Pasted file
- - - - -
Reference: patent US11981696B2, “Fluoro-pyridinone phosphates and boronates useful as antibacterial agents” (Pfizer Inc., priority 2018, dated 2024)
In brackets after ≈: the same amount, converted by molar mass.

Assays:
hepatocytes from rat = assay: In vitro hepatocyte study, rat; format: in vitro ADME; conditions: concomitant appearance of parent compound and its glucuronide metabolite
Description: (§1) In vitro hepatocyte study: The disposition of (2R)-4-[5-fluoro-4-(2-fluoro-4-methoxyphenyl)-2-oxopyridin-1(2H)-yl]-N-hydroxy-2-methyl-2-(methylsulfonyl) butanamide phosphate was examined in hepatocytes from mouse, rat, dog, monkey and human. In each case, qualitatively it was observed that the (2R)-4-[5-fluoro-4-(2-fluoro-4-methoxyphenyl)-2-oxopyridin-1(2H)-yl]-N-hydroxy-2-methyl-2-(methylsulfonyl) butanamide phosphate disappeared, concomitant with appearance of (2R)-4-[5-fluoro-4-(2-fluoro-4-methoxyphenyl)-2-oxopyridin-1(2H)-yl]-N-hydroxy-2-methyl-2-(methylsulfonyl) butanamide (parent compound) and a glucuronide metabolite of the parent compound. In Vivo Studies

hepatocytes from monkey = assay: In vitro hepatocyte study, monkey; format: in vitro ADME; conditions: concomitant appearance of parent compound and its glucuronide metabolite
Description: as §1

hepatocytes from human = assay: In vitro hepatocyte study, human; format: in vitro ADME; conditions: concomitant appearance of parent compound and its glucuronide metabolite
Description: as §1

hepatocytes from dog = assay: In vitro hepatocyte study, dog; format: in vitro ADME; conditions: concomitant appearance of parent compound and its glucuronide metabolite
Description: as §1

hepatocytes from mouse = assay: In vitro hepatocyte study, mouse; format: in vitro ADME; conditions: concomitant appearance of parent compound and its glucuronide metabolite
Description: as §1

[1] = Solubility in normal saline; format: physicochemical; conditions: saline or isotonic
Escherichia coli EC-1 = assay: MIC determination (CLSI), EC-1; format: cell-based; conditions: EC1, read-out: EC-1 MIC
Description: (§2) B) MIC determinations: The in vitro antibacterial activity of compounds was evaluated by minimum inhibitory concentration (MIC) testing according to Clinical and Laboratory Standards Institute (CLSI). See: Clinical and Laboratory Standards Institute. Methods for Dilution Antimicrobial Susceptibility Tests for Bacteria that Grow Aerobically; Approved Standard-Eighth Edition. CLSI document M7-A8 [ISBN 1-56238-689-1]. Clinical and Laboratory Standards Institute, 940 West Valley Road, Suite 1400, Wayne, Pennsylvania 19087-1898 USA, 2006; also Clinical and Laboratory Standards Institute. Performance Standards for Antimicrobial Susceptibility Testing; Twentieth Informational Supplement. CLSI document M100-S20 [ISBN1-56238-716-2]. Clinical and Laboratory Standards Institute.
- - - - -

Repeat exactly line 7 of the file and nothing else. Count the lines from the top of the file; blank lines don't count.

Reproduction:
Description: as §1